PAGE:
Servlet Agents

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There are a number of common functions that can be performed by a servlet agent. We'll look at they can collect, cache, and aggregate information from web services. Not every agent will do all of these things, but every agent will do at least one.

Collecting Information

The web service we've created allows us to look up the exchange rate between two currencies. We'll implement a client for this web service that will act as an agent and will retrieve information from our service. The servlet then presents the data to the requesting browser:

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The client is the consumer of the information. The client can be any web browser or other program that generates an HTTP request. It could even be another agent. The agent acts as the middleman. In our case, the agent is a servlet that is both a client and a server. From the point of view of the browser, the agent acts as a server but from the point of view of the web service, the agent acts as a client. The server is where the agent goes to find what it needs to satisfy the client. The agent may go to a single server or to many servers to complete its task. The server is the fundamental provider of information.

Using a SOAP Service

The source code for our agent is:

    import java.io.*;    import java.net.*;    import java.util.*;    import javax.servlet.*;    import javax.servlet.http.*;    import org.apache.soap.*;    import org.apache.soap.rpc.*;    public class SoapClientServlet extends HttpServlet { 

The doPost() method starts building an HTML document as a response and calls the getExchangeRate() method:

    public void doPost (HttpServletRequest request,                        HttpServletResponse response)         throws ServletException, IOException {       PrintWriter out = response.getWriter();       out.println("<html>");       out.println("<head>");       out.println("</head>");       out.println("<body>");       out.println("Exchange rate for Japan is: " +                   getExchangeRate("JP") + " Yen/Dollar");           out.println("</body>");       out.println("</html>");       out.close();       }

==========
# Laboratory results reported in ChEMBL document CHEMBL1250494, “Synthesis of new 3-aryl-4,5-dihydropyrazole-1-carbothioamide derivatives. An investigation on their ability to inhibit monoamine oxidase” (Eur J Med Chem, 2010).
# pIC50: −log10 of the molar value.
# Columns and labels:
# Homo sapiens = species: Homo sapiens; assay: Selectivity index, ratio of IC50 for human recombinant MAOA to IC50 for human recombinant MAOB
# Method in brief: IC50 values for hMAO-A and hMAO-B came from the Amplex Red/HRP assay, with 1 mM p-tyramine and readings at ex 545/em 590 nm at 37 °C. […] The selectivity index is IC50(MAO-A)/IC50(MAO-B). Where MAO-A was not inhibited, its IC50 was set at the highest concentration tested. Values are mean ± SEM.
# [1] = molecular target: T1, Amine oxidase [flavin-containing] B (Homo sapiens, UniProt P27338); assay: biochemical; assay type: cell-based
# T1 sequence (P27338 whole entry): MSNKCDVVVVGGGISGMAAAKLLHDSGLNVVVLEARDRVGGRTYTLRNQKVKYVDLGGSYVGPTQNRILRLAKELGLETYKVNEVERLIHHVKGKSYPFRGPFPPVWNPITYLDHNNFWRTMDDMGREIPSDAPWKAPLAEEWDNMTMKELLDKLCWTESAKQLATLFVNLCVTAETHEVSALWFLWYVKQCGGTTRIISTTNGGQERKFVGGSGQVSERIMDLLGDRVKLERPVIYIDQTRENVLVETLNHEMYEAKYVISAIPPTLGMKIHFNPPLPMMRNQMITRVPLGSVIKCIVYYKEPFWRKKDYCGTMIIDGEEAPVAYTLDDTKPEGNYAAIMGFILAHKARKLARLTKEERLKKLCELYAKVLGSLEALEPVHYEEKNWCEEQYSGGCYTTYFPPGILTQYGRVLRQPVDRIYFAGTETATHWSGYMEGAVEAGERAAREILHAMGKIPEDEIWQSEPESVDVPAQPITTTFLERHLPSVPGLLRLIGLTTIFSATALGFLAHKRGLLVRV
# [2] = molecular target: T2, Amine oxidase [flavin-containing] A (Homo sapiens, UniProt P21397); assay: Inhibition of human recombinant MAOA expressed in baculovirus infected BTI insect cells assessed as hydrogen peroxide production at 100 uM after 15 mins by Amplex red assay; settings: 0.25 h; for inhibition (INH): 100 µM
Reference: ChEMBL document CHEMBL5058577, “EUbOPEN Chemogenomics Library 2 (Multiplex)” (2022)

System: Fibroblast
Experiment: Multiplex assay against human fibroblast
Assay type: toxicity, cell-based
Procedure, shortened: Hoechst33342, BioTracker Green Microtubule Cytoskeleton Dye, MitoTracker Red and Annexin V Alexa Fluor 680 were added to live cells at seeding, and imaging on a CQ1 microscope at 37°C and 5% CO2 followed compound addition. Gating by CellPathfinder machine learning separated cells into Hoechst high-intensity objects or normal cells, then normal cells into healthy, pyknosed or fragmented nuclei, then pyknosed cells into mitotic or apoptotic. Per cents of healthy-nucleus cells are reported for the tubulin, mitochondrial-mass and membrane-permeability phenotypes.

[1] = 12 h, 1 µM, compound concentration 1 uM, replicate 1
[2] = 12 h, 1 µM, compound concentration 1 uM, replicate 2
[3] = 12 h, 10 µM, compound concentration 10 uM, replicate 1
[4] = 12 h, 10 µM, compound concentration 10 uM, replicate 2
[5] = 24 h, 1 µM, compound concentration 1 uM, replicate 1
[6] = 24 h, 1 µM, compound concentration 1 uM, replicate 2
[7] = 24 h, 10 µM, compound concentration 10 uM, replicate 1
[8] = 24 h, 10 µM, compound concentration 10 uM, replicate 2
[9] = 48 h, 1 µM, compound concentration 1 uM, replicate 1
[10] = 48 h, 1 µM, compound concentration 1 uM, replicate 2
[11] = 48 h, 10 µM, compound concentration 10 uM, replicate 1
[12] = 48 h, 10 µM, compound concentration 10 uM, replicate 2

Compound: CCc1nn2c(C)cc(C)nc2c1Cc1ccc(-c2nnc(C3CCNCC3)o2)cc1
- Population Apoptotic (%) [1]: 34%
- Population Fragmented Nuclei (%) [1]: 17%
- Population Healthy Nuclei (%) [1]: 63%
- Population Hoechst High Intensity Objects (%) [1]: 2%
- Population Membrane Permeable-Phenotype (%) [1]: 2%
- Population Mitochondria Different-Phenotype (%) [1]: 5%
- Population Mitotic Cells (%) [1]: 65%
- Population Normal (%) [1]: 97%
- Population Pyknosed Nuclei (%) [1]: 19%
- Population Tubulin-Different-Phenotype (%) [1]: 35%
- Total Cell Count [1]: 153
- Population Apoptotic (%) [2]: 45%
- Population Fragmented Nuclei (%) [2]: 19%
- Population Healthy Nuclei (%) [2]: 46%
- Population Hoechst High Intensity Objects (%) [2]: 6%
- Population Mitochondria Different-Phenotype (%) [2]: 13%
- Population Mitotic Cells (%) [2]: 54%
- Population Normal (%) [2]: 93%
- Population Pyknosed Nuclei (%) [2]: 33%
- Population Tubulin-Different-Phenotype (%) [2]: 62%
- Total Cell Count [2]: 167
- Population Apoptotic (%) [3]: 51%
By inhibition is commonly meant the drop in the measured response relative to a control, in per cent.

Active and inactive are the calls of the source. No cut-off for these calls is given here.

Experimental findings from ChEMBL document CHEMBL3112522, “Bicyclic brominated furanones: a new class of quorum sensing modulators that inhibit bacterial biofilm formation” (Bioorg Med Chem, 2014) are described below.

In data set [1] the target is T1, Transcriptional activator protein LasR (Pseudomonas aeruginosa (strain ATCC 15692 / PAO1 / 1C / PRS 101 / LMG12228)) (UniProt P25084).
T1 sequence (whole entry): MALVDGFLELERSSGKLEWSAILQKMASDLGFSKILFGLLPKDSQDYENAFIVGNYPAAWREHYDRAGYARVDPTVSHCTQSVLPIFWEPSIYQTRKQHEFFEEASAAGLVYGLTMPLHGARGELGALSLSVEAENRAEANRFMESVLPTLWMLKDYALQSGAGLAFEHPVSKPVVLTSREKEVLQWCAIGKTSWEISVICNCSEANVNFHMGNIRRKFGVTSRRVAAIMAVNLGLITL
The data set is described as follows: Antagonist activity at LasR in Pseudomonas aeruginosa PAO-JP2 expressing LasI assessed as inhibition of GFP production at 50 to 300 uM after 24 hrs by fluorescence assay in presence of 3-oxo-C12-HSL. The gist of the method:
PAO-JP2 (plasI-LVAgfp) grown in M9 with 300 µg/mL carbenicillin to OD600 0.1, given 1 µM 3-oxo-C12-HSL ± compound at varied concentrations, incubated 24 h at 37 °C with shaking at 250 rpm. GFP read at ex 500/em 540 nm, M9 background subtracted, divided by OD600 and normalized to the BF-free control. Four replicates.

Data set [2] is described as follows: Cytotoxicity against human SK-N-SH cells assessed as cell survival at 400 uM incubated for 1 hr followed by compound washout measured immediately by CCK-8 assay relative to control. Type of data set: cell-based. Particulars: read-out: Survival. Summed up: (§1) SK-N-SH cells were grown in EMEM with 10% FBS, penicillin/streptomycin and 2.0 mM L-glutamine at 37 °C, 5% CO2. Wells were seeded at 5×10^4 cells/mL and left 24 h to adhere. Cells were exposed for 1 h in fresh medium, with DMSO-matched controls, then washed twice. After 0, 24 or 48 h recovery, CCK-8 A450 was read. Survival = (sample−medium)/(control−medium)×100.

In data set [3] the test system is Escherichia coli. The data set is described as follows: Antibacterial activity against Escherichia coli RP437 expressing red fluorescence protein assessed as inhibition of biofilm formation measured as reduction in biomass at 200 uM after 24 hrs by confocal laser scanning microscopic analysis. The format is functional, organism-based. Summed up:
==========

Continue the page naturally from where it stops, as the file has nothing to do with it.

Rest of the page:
The getExchangeRate() method is where all of the interesting code appears. First, we get a connection to the service. The URL uses port 8088 to support the TcpTunnelGui program, which will allow us to monitor the request to, and responses from, our web service:

       private String getExchangeRate(String country) {         String rateString;         try {           URL url = new URL( "http://localhost:8088/soap/servlet/rpcrouter");           String encodingStyleURI = Constants.NS_URI_SOAP_ENC;           URLConnection connection = url.openConnection(); 

Then we create a instance of a SOAP Call object. The target URI must be set to the same value that was used for the id attribute of the service when it was deployed. We also need to tell it which method we want to execute:

           Call call = new Call();           call.setTargetObjectURI("urn:SoapExchangeRate");           call.setMethodName("getExchangeRate"); 

Then we can add the arguments we want pass to this method. We only have one argument but setParams() still requires a Vector:

           Vector params = new Vector();           call.setEncodingStyleURI(encodingStyleURI);           params.addElement(new Parameter("country", String.class,                                           country, null));           call.setParams (params); 

Now that the call has been built, we invoke the service. The invoke() method returns a Response object that can be used to get the result or examine any fault that has occurred. The result is extracted by retrieving the response as a Parameter: